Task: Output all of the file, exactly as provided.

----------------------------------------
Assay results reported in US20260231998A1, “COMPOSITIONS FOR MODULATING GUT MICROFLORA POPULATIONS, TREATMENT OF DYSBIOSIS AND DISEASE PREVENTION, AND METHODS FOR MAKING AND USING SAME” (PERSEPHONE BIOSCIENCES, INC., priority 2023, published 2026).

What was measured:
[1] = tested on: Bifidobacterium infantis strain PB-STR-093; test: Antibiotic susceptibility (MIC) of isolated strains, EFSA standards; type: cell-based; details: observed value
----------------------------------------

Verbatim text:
Assay results reported in US20260231998A1, “COMPOSITIONS FOR MODULATING GUT MICROFLORA POPULATIONS, TREATMENT OF DYSBIOSIS AND DISEASE PREVENTION, AND METHODS FOR MAKING AND USING SAME” (PERSEPHONE BIOSCIENCES, INC., priority 2023, published 2026).

What was measured:
[1] = tested on: Bifidobacterium infantis strain PB-STR-093; test: Antibiotic susceptibility (MIC) of isolated strains, EFSA standards; type: cell-based; details: observed value